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DPS tipped off other districts about laptop delays caused by sanctions on China

Districts, like Denver Public Schools, ordered Lenovo 300e tablets for remote learning. They were delayed by Trump administration sanctions on Chinese suppliers.

DENVER — Near the end of July, Lara Hussain began to wonder where the thousands of laptops she had ordered for Denver Public Schools (DPS) students in April were.

“We heard in late July, right around the time those devices were supposed to start coming in…that we would not have access to those devices,” Hussain, the director of DPS’ My Tech division, tasked with ensuring all students had school-issued devices for remote learning In late August.

DPS ordered 12,500 Lenovo 300e tablets. A representative from Lenovo informed Hussain that international sanctions were holding up the district’s order.

As first reported by the Associated Press this past weekend, in July, the Trump administration ordered sanctions on several Chinese companies on allegations those companies used forced labor. One of those companies provided parts for the tablets ordered by DPS.

RELATED: US faces back-to-school laptop shortage, report says

“It was possible those devices, up to 100,000 or even more than that were being held up in Customs,” Hussain said.

She said as DPS started to make a plan to address the shortage, Hussain’s team started to notify other districts within the state of Colorado and eventually around the country.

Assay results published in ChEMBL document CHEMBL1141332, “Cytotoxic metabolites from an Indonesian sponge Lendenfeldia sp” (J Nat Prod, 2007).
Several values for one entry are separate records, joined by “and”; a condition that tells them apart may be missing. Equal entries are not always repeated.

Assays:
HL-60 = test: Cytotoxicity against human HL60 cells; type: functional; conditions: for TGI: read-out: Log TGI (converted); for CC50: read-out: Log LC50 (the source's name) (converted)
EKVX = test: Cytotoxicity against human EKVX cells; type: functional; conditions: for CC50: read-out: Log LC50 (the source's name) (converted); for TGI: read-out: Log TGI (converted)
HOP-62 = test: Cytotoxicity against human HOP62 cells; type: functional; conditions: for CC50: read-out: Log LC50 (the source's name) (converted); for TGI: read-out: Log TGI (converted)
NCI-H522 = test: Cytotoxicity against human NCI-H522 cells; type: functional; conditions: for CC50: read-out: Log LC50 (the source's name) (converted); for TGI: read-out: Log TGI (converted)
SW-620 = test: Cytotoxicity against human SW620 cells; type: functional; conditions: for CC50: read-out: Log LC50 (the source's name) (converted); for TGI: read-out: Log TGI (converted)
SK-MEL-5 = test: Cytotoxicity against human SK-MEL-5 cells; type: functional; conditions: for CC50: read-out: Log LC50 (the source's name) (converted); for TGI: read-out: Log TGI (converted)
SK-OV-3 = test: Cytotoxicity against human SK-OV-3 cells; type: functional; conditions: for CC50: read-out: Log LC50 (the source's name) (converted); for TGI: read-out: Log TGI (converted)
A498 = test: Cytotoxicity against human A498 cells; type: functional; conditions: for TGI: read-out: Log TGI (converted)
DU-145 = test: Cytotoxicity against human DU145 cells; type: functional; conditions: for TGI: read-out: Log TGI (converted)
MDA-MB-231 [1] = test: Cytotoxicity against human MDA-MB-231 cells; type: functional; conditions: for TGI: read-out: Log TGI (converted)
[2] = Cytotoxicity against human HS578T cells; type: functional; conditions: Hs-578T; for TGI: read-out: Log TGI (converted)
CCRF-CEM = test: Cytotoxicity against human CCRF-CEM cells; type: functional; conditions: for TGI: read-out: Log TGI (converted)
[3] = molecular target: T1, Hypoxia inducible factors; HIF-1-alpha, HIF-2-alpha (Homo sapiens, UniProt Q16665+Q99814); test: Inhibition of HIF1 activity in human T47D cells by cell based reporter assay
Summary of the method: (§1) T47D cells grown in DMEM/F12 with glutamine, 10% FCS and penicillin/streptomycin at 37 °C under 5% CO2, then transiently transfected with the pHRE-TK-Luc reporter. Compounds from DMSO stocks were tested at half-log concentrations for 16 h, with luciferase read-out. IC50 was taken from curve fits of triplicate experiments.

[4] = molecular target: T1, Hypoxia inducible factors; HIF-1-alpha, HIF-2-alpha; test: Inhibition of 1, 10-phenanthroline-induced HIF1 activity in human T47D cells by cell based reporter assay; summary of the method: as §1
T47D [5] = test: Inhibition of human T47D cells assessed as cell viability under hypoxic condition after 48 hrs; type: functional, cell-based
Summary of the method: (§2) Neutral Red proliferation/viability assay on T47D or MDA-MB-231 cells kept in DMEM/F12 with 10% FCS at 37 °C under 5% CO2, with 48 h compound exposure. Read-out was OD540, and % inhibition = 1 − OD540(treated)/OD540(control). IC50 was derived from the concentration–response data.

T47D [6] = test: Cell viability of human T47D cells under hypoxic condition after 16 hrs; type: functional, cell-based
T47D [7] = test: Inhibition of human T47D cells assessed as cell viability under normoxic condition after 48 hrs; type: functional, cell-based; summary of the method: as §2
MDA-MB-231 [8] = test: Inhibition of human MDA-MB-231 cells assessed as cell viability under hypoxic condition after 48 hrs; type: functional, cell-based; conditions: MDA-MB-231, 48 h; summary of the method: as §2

“So we could come together and try to figure this out together,” she said.

One of those districts was East Grand Schools in Granby, where IT director Kery Harrelson had also placed an order for about 350 of the same computers from Lenovo. When he got the e-mail from Denver, he decided to check on his order.

“I immediately called my vendor and he assured me something of the sort,” Harrelson said.

East Grand Schools was in a much different position than Denver was though. Harrelson said all of the students in the much smaller district already have computers. The order was meant to replace a model that was nearing the end of its usable life.

Harrelson and his team were able to scrounge up enough computers to fill their district needs while the district waits for Lenovo to rebuild the models he ordered with acceptable parts. Harrelson said his supplier told him the computers would likely ship in October.

East Grand Schools are also starting with in-person learning first, so the only real demand for online learning would be for students who choose to continue remote learning.

Denver has begun its school year remotely, and thus needed those computers as quickly as possible.

“It literally was a scramble in the last few days to make sure that every student had access to a device,” Hussain said.

She said her team of IT experts has been searching schools for unused computers that might need repair and getting them ready for the school year.

They’ve also asked families who have personal devices a student may be able to use for online learning to voluntarily give up their district-issued computers to give to students who may not have another option.

Hussain said hundreds of families returned their computers to the district.

But DPS didn’t have the luxury of waiting for Lenovo to reproduce the computers with parts from non-sanctioned companies, Hussain said. So the district had to alter its order, opting for more expensive computers that could be delivered in time. All total, it cost the district an extra $113,000 to purchase those different models.

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